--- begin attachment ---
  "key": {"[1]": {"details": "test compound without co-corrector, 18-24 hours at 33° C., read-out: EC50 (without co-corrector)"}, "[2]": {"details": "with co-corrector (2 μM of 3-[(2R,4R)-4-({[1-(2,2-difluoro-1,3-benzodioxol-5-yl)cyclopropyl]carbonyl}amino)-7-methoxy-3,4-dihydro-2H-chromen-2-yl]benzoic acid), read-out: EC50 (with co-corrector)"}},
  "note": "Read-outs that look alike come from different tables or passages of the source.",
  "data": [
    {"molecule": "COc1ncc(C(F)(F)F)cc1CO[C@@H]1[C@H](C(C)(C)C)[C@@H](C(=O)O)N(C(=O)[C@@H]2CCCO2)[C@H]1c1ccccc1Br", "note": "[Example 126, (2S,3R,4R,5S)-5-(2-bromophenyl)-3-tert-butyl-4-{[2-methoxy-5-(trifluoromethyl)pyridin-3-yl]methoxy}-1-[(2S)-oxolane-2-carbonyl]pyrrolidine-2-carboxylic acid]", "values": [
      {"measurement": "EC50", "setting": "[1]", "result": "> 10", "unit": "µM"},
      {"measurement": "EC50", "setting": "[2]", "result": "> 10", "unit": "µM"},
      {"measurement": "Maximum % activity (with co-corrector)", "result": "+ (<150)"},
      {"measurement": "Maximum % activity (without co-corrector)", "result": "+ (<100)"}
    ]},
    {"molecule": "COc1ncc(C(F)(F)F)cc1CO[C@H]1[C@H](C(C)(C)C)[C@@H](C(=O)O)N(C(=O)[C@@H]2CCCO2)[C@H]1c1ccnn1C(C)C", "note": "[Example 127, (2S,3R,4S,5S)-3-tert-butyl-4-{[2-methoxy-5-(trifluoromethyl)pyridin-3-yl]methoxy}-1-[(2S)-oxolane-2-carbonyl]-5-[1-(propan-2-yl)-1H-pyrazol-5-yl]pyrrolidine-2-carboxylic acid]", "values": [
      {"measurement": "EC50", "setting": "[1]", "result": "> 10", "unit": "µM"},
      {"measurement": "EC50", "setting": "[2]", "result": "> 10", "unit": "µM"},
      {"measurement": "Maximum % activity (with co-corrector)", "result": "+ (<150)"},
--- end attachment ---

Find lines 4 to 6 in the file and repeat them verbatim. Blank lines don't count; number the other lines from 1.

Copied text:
    {"molecule": "COc1ncc(C(F)(F)F)cc1CO[C@@H]1[C@H](C(C)(C)C)[C@@H](C(=O)O)N(C(=O)[C@@H]2CCCO2)[C@H]1c1ccccc1Br", "note": "[Example 126, (2S,3R,4R,5S)-5-(2-bromophenyl)-3-tert-butyl-4-{[2-methoxy-5-(trifluoromethyl)pyridin-3-yl]methoxy}-1-[(2S)-oxolane-2-carbonyl]pyrrolidine-2-carboxylic acid]", "values": [
      {"measurement": "EC50", "setting": "[1]", "result": "> 10", "unit": "µM"},
      {"measurement": "EC50", "setting": "[2]", "result": "> 10", "unit": "µM"},